Thousands of people face future without a decent education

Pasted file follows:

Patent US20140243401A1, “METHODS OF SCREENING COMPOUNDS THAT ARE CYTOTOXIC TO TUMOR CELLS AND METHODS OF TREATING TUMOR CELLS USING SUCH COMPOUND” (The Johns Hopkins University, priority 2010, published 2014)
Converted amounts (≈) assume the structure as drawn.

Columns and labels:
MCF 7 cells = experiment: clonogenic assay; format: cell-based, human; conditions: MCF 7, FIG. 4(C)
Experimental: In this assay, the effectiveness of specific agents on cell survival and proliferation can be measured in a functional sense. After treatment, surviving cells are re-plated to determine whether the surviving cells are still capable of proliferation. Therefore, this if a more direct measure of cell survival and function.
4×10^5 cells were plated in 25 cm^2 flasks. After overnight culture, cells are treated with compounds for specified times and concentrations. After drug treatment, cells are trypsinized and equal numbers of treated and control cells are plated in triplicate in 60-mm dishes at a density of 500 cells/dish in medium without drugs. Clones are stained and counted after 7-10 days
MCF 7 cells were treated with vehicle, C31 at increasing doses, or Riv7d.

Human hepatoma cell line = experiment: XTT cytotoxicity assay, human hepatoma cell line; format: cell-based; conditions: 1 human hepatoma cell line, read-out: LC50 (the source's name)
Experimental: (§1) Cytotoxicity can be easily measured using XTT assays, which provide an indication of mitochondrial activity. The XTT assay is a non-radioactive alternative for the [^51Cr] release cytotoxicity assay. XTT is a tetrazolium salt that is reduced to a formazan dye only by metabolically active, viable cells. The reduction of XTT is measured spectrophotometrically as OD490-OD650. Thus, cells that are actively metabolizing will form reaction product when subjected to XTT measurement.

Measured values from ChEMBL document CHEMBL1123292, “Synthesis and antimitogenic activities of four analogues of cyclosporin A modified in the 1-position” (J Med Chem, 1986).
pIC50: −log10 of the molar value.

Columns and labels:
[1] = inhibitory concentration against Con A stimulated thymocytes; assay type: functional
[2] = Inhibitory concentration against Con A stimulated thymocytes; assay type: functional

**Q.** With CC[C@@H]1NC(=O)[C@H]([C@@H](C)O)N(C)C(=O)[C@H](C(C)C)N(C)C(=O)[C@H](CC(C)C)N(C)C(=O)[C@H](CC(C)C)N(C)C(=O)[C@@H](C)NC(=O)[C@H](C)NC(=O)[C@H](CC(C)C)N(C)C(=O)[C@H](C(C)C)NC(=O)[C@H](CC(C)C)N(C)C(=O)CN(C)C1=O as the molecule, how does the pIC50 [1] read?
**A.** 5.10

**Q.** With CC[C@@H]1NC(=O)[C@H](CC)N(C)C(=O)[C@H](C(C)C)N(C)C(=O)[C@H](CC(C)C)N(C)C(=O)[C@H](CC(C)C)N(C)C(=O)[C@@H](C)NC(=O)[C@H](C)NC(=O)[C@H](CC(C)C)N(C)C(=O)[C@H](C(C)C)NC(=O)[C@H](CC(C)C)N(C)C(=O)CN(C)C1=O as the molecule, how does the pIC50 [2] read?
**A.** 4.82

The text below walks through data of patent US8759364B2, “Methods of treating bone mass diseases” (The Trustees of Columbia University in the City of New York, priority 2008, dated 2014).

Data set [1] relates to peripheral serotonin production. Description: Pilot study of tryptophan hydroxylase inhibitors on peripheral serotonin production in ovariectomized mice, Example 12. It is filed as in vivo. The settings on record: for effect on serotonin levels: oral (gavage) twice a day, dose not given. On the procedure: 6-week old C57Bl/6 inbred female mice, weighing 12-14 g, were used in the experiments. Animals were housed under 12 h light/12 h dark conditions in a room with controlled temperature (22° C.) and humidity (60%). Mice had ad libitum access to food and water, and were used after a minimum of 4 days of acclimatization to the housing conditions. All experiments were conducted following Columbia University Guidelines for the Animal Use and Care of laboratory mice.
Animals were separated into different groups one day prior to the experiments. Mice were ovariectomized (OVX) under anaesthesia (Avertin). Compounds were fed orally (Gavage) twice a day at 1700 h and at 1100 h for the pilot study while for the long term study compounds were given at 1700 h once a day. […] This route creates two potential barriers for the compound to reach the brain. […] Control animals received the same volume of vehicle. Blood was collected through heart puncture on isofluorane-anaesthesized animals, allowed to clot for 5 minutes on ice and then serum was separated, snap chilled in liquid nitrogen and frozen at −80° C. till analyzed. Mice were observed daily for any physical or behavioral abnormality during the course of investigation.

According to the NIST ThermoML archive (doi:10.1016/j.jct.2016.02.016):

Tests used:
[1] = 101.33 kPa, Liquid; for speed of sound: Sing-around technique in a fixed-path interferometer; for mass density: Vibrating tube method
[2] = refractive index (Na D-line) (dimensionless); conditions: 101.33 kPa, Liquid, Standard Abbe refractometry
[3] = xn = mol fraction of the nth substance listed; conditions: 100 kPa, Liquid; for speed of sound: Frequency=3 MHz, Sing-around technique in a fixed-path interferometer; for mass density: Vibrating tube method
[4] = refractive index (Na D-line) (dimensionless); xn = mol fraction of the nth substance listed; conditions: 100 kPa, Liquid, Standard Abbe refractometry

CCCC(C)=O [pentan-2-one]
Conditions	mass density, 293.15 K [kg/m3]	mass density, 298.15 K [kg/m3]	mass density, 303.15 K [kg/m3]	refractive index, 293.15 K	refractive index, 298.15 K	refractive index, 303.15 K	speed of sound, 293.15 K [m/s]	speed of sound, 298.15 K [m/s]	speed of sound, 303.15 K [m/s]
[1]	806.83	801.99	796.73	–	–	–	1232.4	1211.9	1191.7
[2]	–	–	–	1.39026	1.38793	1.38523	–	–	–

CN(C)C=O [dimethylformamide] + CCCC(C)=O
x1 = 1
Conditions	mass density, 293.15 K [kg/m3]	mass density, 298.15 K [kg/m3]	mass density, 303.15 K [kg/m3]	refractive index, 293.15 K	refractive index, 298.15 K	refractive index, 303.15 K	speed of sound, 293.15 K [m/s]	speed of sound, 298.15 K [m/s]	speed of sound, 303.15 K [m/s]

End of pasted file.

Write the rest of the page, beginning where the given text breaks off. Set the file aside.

The rise in Greece’s education levels between 1971-2001 and the inequalities that still existed in 2001 among the 13 regions was the subject of an article of mine in Kathimerini (in early November). In that piece, the average education level was calculated by adding up the percentages of those who had finished junior high school (gymnasio) and those who had not. But there is a further dimension to the question of those who did not finish junior high school. Article 16, Paragraph 3 of the Constitution of 1975 laid down that compulsory education should be nine years in length. This constitutional provision, to apply to all Greek children, was enshrined in Law 309/1976. This article examines the non-completion of compulsory education by people aged 15 and over, based on the census data of 1971, 1981, 1991 and 2001. The census data is examined by sex and age group, and the 13 regions of the country are compared. I. Non-completion of compulsory education from 1971-2001 among the total population. Table 1 shows that among those aged over 15 in the years 1971, 1981, 1991 and 2001 it is clear there was a steep drop after 1971 in the percentage of those who did not finish junior high (with the greatest decrease seen in the 1990s). This was due, on the one hand, to an ever-growing proportion of people completing their nine years of compulsory education, and on the other, to the deaths of older people, who were far more likely not to have finished junior high. There was a much sharper drop for males, which meant that the gap between males and females widened in favor of the former. This gap closed by just one percentage point in the 1980s and 1990s. A larger proportion of elderly people did not finish junior high school. Greater longevity among women thus reined in the rate of decrease in the percentage of females who did not finish high school. II. Non-completion of compulsory education in 2001 by over-15s in the entire country, according to sex and age group. The census data, divided by sex and age group in Table 2, shows that the higher the age group, the larger the number of those who did not complete junior high. The exception is men aged 85 and over, among whom the percentage of those who did not complete junior high is slightly less than for those aged 80-84. A higher percentage of 15 to 19-year-olds who did not finish junior high, as opposed to that of 20-24, might be due to the fact that a number of children, especially 15 to 16-year-olds, fail to go on to senior high for various reasons. The figures reflect the fact that more and more young people are graduating from junior high. The progress made among the first four age groups (15-19, 20-24, 25-29 and 30-34) is greater among women than men. As a result, the percentage of those who did not finish junior high is lower for females than males. But among older people, the reverse is true, reflecting the huge advances made in education by women born after 1967. Nevertheless, it is worrying that a significant proportion of young people – in the age groups 15-34 – do not complete compulsory education, despite the constitutional stipulation. This is more true of males than females. III. Non-completion of compulsory education for the total population of the 13 regions in 2001. When the 2001 data is broken down according to region (Table 3), it is clear that the proportion of those who did not finish junior high varies widely from region to region. Differences are greater for men than for women. – Attica and Central Macedonia have the lowest figures for those who have not finished junior high, both male and female, due to the presence of higher education institutes and concentrations of administrative personnel that have finished higher education or senior high school. Crete comes in third place for women and the Southern Aegean for men. – The region of Eastern Macedonia and Thrace has the largest proportion of males and females who have not finished junior high, followed by Epirus and the Northern Aegean in second and third place respectively for women, and the Ionian Islands and Epirus for men. – Crete, Central Macedonia and the Ionian Islands have the smallest percentage of difference between men and women; the Northern Aegean, Eastern Macedonia and Thrace and Central Greece have the largest. If one excepts Attica, Central Macedonia, Crete and the Southern Aegean, the proportion of those who have not completed compulsory education in the other regions verges on, or even exceeds, 50 percent. (1) Manolis Drettakis is a former deputy speaker of Parliament, minister and professor at the Athens University of Economics and Business.